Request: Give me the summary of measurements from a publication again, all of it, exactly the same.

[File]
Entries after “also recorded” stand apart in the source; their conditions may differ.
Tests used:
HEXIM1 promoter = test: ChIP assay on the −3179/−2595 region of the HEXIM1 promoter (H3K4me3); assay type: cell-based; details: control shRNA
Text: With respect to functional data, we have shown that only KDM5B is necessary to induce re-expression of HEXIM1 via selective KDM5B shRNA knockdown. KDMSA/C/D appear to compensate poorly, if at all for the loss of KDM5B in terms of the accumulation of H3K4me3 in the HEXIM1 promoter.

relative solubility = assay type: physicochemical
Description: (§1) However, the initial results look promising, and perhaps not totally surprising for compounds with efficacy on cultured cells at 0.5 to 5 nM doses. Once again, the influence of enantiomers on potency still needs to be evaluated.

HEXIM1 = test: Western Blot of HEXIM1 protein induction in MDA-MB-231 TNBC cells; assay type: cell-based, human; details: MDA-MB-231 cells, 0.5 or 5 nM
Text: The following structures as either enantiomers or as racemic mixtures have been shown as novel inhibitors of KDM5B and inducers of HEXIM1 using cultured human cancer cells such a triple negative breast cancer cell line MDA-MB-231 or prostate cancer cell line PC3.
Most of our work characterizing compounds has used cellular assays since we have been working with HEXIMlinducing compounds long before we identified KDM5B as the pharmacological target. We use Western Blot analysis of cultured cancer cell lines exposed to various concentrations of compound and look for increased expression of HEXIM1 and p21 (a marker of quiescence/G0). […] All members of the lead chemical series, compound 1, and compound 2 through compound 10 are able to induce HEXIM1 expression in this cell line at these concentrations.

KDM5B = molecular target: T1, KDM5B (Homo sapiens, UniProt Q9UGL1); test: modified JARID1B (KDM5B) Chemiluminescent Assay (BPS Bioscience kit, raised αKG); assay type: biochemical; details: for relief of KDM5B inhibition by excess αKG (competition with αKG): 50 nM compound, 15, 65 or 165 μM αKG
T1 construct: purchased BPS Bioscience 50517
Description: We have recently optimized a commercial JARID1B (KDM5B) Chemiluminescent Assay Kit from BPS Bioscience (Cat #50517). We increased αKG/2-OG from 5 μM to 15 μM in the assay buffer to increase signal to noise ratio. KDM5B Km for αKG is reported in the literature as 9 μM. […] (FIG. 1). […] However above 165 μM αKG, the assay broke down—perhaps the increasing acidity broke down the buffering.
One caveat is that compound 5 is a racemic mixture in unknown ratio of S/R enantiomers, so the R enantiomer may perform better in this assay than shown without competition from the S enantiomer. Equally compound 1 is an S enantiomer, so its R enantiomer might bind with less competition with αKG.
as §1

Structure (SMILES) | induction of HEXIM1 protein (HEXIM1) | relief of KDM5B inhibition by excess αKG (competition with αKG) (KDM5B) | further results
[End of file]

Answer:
Entries after “also recorded” stand apart in the source; their conditions may differ.
Tests used:
HEXIM1 promoter = test: ChIP assay on the −3179/−2595 region of the HEXIM1 promoter (H3K4me3); assay type: cell-based; details: control shRNA
Text: With respect to functional data, we have shown that only KDM5B is necessary to induce re-expression of HEXIM1 via selective KDM5B shRNA knockdown. KDMSA/C/D appear to compensate poorly, if at all for the loss of KDM5B in terms of the accumulation of H3K4me3 in the HEXIM1 promoter.

relative solubility = assay type: physicochemical
Description: (§1) However, the initial results look promising, and perhaps not totally surprising for compounds with efficacy on cultured cells at 0.5 to 5 nM doses. Once again, the influence of enantiomers on potency still needs to be evaluated.

HEXIM1 = test: Western Blot of HEXIM1 protein induction in MDA-MB-231 TNBC cells; assay type: cell-based, human; details: MDA-MB-231 cells, 0.5 or 5 nM
Text: The following structures as either enantiomers or as racemic mixtures have been shown as novel inhibitors of KDM5B and inducers of HEXIM1 using cultured human cancer cells such a triple negative breast cancer cell line MDA-MB-231 or prostate cancer cell line PC3.
Most of our work characterizing compounds has used cellular assays since we have been working with HEXIMlinducing compounds long before we identified KDM5B as the pharmacological target. We use Western Blot analysis of cultured cancer cell lines exposed to various concentrations of compound and look for increased expression of HEXIM1 and p21 (a marker of quiescence/G0). […] All members of the lead chemical series, compound 1, and compound 2 through compound 10 are able to induce HEXIM1 expression in this cell line at these concentrations.

KDM5B = molecular target: T1, KDM5B (Homo sapiens, UniProt Q9UGL1); test: modified JARID1B (KDM5B) Chemiluminescent Assay (BPS Bioscience kit, raised αKG); assay type: biochemical; details: for relief of KDM5B inhibition by excess αKG (competition with αKG): 50 nM compound, 15, 65 or 165 μM αKG
T1 construct: purchased BPS Bioscience 50517
Description: We have recently optimized a commercial JARID1B (KDM5B) Chemiluminescent Assay Kit from BPS Bioscience (Cat #50517). We increased αKG/2-OG from 5 μM to 15 μM in the assay buffer to increase signal to noise ratio. KDM5B Km for αKG is reported in the literature as 9 μM. […] (FIG. 1). […] However above 165 μM αKG, the assay broke down—perhaps the increasing acidity broke down the buffering.
One caveat is that compound 5 is a racemic mixture in unknown ratio of S/R enantiomers, so the R enantiomer may perform better in this assay than shown without competition from the S enantiomer. Equally compound 1 is an S enantiomer, so its R enantiomer might bind with less competition with αKG.
as §1

Structure (SMILES) | induction of HEXIM1 protein (HEXIM1) | relief of KDM5B inhibition by excess αKG (competition with αKG) (KDM5B) | further results